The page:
After more than a year of litigation and multiple will contests, a Jackson County judge is reviewing two settlements that would resolve all pending claims against the estate of a Missouri man who was the half-brother and a partial heir of the late pop icon Prince.
Attorneys for the parties met remotely on Feb. 25 for a settlement hearing. Terms of the two settlements are confidential, but some details were shared in open court, including that one of the settlements would result in the sale of the heir’s remaining expectancy interest of Prince’s estate.
The cases stem from the death in 2019 of Alfred Jackson Jr., 66, of Lee’s Summit. Jackson and Prince, born Prince Rogers Nelson, were sons of the same mother, Mattie Baker, and Jackson was in line to inherit part of Prince’s estate.
Prince, 57, died in April 2016 in Minnesota of an accidental fentanyl overdose. He did not have a will when he died, prompting a high-profile dispute about who should inherit his estate, which is estimated to be worth between $100-300 million. Its value is largely tied to Prince’s intellectual property and music rights.
In 2017, a Minnesota judge decided Prince’s sister, Tyka Nelson, and his five half-siblings would split Prince’s estate. It still has not been divided among the family members, however, because it remains tied up in various legal battles.
Alfred Jackson died of heart disease in August 2019. His half-brother, Shawn Jackson — who is not related to Prince — contested his will in December 2019 in Jackson County. Shawn Jackson alleged that Alfred Jackson lacked the capacity to execute a will that bypassed his living siblings and instead left 100 percent of his estate to Raffles van Exel, a California entertainment consultant with ties to the late singers Michael Jackson, Whitney Houston and other celebrities.
In his suit, Shawn Jackson alleged that van Exel ingratiated himself with Alfred Jackson after learning that Alfred Jackson had an expectancy interest in Prince’s estate. He also contended that van Exel devised a scheme to have Florida attorney Leonardo DaVinci Starke draft the will and have it notarized and executed before witnesses who did not know Alfred Jackson or understand his medical and psychiatric history and limitations.
An additional wrinkle in the case: Alfred Jackson purportedly agreed on the day he died to sell 90 percent of his expectancy interest in Prince’s estate to Primary Wave, a music publishing company.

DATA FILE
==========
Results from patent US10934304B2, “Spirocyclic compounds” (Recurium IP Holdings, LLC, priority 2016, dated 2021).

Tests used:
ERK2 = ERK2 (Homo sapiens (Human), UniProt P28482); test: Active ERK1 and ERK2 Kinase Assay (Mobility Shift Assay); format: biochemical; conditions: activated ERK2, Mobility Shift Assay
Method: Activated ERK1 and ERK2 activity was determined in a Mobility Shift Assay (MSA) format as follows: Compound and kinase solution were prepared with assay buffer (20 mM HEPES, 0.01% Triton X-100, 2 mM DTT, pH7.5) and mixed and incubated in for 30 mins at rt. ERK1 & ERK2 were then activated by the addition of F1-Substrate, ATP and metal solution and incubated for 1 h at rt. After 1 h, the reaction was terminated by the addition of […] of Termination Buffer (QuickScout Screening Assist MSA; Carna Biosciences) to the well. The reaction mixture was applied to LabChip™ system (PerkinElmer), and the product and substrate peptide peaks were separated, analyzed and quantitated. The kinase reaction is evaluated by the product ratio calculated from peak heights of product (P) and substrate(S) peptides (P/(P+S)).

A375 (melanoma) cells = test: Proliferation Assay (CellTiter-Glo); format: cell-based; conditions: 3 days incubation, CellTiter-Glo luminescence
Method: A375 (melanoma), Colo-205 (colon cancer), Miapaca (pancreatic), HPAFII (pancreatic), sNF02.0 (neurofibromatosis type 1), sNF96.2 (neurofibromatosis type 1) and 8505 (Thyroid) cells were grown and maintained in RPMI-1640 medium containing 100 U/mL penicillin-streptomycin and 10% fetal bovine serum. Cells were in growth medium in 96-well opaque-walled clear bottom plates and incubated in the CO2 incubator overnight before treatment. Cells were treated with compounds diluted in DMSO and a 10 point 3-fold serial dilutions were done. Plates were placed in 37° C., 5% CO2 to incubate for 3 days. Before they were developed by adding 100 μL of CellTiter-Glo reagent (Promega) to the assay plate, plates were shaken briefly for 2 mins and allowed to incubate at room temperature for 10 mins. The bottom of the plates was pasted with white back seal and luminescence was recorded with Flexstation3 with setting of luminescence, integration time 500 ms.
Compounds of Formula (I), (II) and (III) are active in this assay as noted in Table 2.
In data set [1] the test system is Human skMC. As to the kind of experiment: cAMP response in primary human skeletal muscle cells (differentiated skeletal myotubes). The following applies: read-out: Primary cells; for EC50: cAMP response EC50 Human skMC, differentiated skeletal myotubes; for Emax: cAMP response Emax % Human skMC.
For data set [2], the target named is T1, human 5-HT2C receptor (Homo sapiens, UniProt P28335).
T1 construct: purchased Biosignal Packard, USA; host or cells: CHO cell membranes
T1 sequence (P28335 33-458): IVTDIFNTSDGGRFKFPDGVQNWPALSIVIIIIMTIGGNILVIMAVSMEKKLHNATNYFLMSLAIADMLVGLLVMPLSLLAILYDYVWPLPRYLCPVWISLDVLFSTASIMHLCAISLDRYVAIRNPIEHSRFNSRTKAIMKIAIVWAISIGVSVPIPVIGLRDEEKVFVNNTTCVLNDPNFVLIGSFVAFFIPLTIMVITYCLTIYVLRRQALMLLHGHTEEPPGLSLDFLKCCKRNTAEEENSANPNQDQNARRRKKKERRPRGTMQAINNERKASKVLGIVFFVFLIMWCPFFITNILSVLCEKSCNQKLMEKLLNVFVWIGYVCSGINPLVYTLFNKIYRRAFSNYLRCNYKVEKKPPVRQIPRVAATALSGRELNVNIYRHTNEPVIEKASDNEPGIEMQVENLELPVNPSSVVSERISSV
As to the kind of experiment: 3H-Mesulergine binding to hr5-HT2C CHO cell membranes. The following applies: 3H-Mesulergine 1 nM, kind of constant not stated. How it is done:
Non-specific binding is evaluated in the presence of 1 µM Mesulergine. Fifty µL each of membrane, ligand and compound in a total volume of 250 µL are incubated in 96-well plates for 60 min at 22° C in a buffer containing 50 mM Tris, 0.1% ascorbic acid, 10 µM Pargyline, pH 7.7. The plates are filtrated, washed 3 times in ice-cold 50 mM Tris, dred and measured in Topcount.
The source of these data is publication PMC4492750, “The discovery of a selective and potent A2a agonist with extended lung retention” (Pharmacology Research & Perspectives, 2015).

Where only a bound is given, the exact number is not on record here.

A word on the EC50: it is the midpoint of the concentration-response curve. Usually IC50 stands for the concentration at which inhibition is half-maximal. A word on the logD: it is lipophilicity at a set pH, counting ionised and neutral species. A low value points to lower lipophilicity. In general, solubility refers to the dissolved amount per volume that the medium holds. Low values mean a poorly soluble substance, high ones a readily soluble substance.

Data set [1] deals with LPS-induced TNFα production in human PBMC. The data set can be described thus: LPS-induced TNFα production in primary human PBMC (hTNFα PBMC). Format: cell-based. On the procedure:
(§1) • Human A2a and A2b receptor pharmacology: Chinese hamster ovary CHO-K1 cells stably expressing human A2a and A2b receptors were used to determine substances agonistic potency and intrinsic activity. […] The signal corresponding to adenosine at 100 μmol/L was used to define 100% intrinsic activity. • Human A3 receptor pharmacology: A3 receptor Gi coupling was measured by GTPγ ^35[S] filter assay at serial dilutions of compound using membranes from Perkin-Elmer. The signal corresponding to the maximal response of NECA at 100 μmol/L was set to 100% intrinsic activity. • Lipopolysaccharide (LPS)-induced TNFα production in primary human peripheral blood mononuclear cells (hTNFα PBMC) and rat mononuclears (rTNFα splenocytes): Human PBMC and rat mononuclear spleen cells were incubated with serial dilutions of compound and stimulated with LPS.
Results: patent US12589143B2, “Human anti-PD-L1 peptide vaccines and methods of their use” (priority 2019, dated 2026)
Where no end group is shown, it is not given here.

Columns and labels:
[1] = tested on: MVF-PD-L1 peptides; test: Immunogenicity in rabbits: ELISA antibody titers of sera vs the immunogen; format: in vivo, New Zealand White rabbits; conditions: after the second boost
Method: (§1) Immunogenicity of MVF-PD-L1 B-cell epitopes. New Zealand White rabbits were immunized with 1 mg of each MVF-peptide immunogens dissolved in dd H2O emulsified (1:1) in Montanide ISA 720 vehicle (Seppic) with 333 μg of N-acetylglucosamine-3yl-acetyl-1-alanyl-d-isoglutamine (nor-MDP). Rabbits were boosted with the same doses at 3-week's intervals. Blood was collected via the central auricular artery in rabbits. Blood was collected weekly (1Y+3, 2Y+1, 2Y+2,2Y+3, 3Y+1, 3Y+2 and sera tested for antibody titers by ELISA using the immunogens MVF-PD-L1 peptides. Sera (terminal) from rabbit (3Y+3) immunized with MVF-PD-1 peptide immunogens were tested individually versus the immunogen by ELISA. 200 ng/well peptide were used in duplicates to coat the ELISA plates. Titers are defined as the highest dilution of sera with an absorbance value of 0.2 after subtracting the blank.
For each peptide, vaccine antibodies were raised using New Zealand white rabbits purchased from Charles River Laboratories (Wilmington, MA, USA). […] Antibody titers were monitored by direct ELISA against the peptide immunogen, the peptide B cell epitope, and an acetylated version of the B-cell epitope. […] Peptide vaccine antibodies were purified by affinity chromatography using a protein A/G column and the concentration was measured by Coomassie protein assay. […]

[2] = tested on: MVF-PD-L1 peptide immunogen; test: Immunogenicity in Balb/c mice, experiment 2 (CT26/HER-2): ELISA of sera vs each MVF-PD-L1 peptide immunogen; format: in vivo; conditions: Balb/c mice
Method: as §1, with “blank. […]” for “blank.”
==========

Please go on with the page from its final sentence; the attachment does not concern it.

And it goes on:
Starke and another attorney who’d represented Alfred Jackson, Justin Bruntjen of Minnesota, also contested Jackson’s will in 2020. Bruntjen asserted that a 2016 will naming Alfred Jackson’s half-siblings as beneficiaries was the valid will. The three cases were consolidated for the Feb. 25 hearing, and one global settlement would resolve all three, the lawyers told Jackson County Circuit Judge Mark A. Styles Jr.
Prince’s sister Tyka Nelson, who is also Alfred Jackson’s half-sister, waived her appearance at the hearing, but she indicated in a court filing that she supported the settlements, the lawyers noted.
Timothy J. Murphy of Murphy & Tobin in Kansas City, who was appointed as Alfred Jackson’s estate administrator, told Styles the settlement was a compromise. Nobody got everything they wanted, but he supports the settlement, he said.
“I think this is very much in the best interest of the estate,” he said.
In addition to the will challenges, Styles is reviewing a settlement that would conclude Primary Wave’s separate claims against the estate, including seeking to enforce a contract.
The company’s attorney, Dan Wheeler of Kirkland Woods & Martinsen in Liberty, said that as part of the settlement, the estate agreed to sell the remaining 10 percent of Alfred Jackson’s expectancy interest to Primary Wave. Styles took both settlements under advisement.
The cases are Primary Wave IP Investment Management LLC v. Murphy, 20P9-PR00629; Jackson Living Trust 2016 v. Starke, 2016-CV14228; Jackson v. Starke, 1916-CV33231; and Starke v. Administrator Pendente Lite, 20P9-PR00945.